Military Expenditure Takes Precedence Over Climate, Surpassing $2 Trillion Benchmark

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Military Expenditure Takes Precedence Over Climate, Surpassing $2 Trillion Benchmark

The global military expenditure has reached an all-time high, passing $2 trillion in 2021, according to a report by a leading defence think-tank based in Sweden, as spending increased for the seventh consecutive year.

The Sweden-based Stockholm International Peace Research Insititute (SIPRI) announced that the global expenditure on the military had touched the $2 trillion mark for the first time. The United States, China, India, the United Kingdom and Russia accounted for more than 62 per cent of the global military expenditure. Despite the onset of the worldwide health pandemic, countries worldwide continued to enrich their defence arsenal, with the spending on the military increasing by 0.7 per cent in 2021. Russia invaded Ukraine on February 24, and the country's military spending increased by 2.4 per cent, thereby taking the total amount to $65.9 billion.

Russia Spends Over 4$ Of Their GDP On Military

"In 2021, military spending rose for the seventh consecutive time to reach $2.1 trillion. That is the highest figure we have ever had," Diego Lopes da Silva, senior researcher at SIPRI, Al Jazeera, reported. Russia spends around 4.1 per cent of their GDP on their military, which is much higher than the global average. Moreover, Moscow is also the fifth-largest military spender in the world. As tensions have risen in Europe, NATO countries have also significantly increased their military expenditure. In the West, the US takes over any other state with a price of $801 billion, which was reduced by 1.44 per cent, against the global trend.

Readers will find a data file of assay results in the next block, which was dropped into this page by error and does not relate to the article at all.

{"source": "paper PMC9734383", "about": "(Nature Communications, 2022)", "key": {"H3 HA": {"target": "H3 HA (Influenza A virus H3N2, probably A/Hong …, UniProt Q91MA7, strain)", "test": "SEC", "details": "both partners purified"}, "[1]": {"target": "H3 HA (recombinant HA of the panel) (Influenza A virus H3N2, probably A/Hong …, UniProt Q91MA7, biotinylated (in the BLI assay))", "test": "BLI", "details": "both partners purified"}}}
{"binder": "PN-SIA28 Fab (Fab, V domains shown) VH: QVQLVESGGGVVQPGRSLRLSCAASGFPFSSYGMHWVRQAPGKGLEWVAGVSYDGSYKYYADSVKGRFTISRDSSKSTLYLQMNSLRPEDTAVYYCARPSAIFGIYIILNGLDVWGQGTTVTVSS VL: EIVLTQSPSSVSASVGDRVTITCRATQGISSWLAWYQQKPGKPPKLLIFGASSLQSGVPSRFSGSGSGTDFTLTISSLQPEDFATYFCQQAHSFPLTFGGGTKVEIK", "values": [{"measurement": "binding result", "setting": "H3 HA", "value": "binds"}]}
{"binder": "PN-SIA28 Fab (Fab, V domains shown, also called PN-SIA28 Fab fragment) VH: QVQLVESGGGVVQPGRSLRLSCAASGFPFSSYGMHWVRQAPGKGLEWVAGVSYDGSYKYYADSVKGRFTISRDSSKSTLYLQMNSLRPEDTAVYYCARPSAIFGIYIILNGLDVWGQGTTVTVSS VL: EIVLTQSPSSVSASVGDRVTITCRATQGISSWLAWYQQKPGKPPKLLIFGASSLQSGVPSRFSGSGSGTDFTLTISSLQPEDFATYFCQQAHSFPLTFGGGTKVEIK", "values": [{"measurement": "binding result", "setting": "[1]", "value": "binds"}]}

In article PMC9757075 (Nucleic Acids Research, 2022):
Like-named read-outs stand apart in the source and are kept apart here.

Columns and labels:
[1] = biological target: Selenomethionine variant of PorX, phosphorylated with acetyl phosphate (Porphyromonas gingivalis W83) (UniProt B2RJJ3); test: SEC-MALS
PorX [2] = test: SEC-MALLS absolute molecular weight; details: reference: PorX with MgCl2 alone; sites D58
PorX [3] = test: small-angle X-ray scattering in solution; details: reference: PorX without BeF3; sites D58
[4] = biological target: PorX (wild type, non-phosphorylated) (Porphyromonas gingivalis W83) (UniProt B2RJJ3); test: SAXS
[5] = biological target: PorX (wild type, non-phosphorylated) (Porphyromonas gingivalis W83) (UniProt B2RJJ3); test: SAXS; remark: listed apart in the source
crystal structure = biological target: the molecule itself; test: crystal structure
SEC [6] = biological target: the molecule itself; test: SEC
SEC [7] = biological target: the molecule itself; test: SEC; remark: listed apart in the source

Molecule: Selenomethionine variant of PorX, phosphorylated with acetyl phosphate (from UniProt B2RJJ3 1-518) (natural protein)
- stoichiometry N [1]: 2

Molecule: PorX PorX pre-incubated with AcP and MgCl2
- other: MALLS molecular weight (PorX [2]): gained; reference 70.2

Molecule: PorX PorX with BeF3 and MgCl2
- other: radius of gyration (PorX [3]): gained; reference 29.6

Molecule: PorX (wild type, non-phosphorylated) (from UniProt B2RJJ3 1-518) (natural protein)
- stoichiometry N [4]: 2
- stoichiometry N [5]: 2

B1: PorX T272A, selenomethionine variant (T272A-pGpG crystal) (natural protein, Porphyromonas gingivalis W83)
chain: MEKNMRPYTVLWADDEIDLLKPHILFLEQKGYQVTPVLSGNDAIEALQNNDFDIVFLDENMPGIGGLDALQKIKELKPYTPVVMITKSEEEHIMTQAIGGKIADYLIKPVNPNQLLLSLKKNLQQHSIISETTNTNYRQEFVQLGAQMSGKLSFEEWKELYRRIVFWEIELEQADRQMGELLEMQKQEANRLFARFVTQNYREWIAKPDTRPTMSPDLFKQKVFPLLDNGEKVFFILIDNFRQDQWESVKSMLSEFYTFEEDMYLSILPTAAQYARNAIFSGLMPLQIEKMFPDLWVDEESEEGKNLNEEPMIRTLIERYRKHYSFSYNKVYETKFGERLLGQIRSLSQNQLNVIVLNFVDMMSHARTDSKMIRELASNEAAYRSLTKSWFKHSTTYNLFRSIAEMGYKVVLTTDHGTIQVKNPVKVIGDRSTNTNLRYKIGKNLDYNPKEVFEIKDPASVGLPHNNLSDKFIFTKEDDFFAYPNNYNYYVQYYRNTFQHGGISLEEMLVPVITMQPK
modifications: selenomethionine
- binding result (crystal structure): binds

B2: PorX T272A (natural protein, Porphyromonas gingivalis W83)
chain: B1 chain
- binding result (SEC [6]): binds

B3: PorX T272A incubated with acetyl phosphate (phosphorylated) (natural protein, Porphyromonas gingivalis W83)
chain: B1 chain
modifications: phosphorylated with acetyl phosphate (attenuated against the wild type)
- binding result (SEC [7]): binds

Impending Climate Crisis: The Biggest 'Existential Threat'

The development comes when the world is dealing with an impending climate crisis. The United Nations overwhelmingly accepted that climate change is a significant threat to humanity. The UN said that even though there were countless solutions to tackle the 'existential threat' of our times, it was not clear how these solutions would be paid for. More than a decade ago, developed countries had pledged $100 billion for the environment by 2020, and climate finance heavily falls short of how much the world is spending to build its arsenal.

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